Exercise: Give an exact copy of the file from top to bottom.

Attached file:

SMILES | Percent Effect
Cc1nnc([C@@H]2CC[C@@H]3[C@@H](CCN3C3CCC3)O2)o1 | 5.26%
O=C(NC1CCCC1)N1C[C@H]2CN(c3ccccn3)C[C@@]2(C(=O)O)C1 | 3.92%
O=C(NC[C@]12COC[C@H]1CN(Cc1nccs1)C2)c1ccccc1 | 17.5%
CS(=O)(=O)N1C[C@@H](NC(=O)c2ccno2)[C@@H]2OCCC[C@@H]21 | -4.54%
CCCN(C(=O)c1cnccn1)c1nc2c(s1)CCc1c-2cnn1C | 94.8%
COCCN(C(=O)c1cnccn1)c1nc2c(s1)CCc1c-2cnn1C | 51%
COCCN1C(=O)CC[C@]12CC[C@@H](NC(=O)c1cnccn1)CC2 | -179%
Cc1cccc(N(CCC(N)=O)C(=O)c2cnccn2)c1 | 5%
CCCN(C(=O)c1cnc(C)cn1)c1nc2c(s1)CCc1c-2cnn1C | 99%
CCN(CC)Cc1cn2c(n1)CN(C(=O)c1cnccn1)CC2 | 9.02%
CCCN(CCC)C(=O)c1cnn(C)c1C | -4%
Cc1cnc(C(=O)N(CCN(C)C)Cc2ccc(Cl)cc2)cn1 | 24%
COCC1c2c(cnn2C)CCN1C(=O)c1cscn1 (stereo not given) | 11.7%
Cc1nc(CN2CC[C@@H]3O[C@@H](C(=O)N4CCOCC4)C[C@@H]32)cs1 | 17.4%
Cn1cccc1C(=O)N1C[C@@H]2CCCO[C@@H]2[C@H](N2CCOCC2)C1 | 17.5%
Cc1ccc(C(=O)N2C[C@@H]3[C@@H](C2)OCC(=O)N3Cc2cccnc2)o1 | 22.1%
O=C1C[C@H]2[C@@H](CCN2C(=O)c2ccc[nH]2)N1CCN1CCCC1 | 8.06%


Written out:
SMILES | Percent Effect
Cc1nnc([C@@H]2CC[C@@H]3[C@@H](CCN3C3CCC3)O2)o1 | 5.26%
O=C(NC1CCCC1)N1C[C@H]2CN(c3ccccn3)C[C@@]2(C(=O)O)C1 | 3.92%
O=C(NC[C@]12COC[C@H]1CN(Cc1nccs1)C2)c1ccccc1 | 17.5%
CS(=O)(=O)N1C[C@@H](NC(=O)c2ccno2)[C@@H]2OCCC[C@@H]21 | -4.54%
CCCN(C(=O)c1cnccn1)c1nc2c(s1)CCc1c-2cnn1C | 94.8%
COCCN(C(=O)c1cnccn1)c1nc2c(s1)CCc1c-2cnn1C | 51%
COCCN1C(=O)CC[C@]12CC[C@@H](NC(=O)c1cnccn1)CC2 | -179%
Cc1cccc(N(CCC(N)=O)C(=O)c2cnccn2)c1 | 5%
CCCN(C(=O)c1cnc(C)cn1)c1nc2c(s1)CCc1c-2cnn1C | 99%
CCN(CC)Cc1cn2c(n1)CN(C(=O)c1cnccn1)CC2 | 9.02%
CCCN(CCC)C(=O)c1cnn(C)c1C | -4%
Cc1cnc(C(=O)N(CCN(C)C)Cc2ccc(Cl)cc2)cn1 | 24%
COCC1c2c(cnn2C)CCN1C(=O)c1cscn1 (stereo not given) | 11.7%
Cc1nc(CN2CC[C@@H]3O[C@@H](C(=O)N4CCOCC4)C[C@@H]32)cs1 | 17.4%
Cn1cccc1C(=O)N1C[C@@H]2CCCO[C@@H]2[C@H](N2CCOCC2)C1 | 17.5%
Cc1ccc(C(=O)N2C[C@@H]3[C@@H](C2)OCC(=O)N3Cc2cccnc2)o1 | 22.1%
O=C1C[C@H]2[C@@H](CCN2C(=O)c2ccc[nH]2)N1CCN1CCCC1 | 8.06%